“Human Security” Strategy in Africa


Categorie: Africa, Relief |

“About two years ago to the day, I was asked to give a presentation to Army staff in the bunker on African security,” said U.S. Army Major Shannon Beebe (pdf!), now Army Intel’s top Africa analyst. “At that time, the chief of staff of the Army was General Peter Schoomaker. And I started off the presentation with two quotes.”

The first one was, Africa is a continent, not a country. And the second one is that there is a reason that Africa is shaped like a question mark. It’s because we don’t understand what drives and determines security on the African continent. General Schoomaker, to his credit, was intrigued and challenged myself, along with a couple other folks, to go out and to canvas the Africa community of interest and ask them how they do view their security.

So began what was easily the most fascinating Department of Defense “blogger’s roundtable” teleconference yet. Beebe explained that we as Americans don’t always appreciate what “security” means to Africans — and that mismatch could have enormous strategic implications as the U.S. military increasingly turns its attention to a previously neglected continent.

Foremost, security in African means “human security,” Beebe said. “Security is not going to be based as much on state-centric models, is not going to be based as much on state-versus-state type of engagement, but the insecurities and the conditions of human beings that create these insecurities across state borders.”

What are these conditions? Broadly speaking, they fall into the following categories: economic, health, personal security and community security. Creating security in Africa isn’t so much about propping up governments with treaties, arms and training. No, security means feeding the starving, helping the unemployed find work, protecting refugees and helping struggling villages gain access to basic services like health care, water and power. By devolving our strategy from the level of states to the level of individuals, we might begin, slowly, to encourage a stable and prosperous Africa, one that benefits the whole world.

This is it, folks: a sketch of what “soft power” really means on the ground, and a preview of how the U.S. must transform itself to address a broad range of 21st-century security threats. Read the transcript of Beebe’s talk, and check back tomorrow when I’ll highlight one particularly important change that must take place if we are to make genuine progress securing Africa.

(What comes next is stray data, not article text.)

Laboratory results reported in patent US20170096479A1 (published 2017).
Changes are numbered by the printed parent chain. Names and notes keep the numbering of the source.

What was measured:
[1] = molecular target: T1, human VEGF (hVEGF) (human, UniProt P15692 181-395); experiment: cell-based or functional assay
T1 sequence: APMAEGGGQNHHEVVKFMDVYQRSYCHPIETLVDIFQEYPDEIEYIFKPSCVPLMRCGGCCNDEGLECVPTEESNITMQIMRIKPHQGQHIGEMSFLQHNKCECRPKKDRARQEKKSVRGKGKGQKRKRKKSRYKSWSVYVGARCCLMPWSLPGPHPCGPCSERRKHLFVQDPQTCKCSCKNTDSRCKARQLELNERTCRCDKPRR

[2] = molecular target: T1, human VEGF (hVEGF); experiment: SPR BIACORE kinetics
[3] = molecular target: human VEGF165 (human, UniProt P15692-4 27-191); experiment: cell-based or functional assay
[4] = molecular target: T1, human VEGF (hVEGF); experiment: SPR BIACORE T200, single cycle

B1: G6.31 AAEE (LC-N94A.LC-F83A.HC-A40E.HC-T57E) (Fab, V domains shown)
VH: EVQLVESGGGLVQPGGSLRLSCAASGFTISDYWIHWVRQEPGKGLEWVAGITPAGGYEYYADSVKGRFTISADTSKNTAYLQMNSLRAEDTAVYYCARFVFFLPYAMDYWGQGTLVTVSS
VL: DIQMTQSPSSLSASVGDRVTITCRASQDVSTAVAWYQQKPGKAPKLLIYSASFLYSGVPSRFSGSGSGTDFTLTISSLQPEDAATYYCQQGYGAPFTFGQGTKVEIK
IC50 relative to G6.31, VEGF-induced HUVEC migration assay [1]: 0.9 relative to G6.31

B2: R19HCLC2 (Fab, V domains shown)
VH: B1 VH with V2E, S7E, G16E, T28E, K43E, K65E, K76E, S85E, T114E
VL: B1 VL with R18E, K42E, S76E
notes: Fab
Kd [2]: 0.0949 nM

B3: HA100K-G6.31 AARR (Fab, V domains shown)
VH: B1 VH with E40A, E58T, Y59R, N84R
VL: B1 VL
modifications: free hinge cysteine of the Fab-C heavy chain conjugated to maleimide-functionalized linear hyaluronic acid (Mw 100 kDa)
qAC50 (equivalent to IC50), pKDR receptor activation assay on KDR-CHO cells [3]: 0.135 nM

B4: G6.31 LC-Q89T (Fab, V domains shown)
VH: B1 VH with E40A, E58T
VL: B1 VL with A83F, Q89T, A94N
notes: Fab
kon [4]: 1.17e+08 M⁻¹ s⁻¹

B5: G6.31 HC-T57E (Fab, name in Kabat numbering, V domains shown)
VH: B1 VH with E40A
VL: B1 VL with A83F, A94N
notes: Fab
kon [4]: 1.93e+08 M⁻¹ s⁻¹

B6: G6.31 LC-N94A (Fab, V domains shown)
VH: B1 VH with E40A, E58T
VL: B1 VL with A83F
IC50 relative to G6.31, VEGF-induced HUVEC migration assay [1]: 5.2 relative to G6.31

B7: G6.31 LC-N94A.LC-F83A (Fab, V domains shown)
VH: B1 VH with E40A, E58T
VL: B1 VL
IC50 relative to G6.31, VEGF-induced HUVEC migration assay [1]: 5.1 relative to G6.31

(Photo: me)

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4 Responses to ““Human Security” Strategy in Africa”

  1. [...] So when I spoke with Army Major Shannon Beebe (pdf!), the top intel analyst for Africa, I wanted to know how the Pentagon aims to handle intelligence operations as it rolls out a new “human security” strategy for Africa. Said Beebe: Having spent some time in that area of the world, yeah, it is confusing. And I call this — you know, when the violence continues to manifest on itself, it really just turns into a vortex of violence. And it is, no one really knows why, who they’re fighting, why they’re fighting. All they know is that it’s a chaotic world. It’s Mad Max in the Thunderdome. And it’s, again, it’s about personal survival. [...]

  2. [...] 20, 2009 Surviving the Vortex of Violence Posted by Ted Lemon under News   I twittered this a while ago, but I was reviewing my twitterposts recently and it occurred to me to mention it here – an article in Wired from last month that talks very insightfully about the future of war, and what we can do about it.   From the article: …the next generation of war – the so-called “fifth-generation” – won’t feature armies or clear ideas. It will be what U.S. Army Major Shannon Beebe, the top intel officer for Africa, calls a “vortex of violence,” a free-for-all of surprise destruction motivated more by frustration than by any coherent plans for the future. [...]

  3. [...] Where fourth-gen combatants might blend in with the surrounding populace most of the time, they still periodically emerged to form military-style units. 5G fighters, by contrast, remain “subtle actors.” They may never once wear a uniform or carry a rifle. Their weapon is the desperate population of a society on the brink; their major tactic is unrest; their goal is to undermine the established order in the interest of changing it, or just leaving it in ruins. [...]

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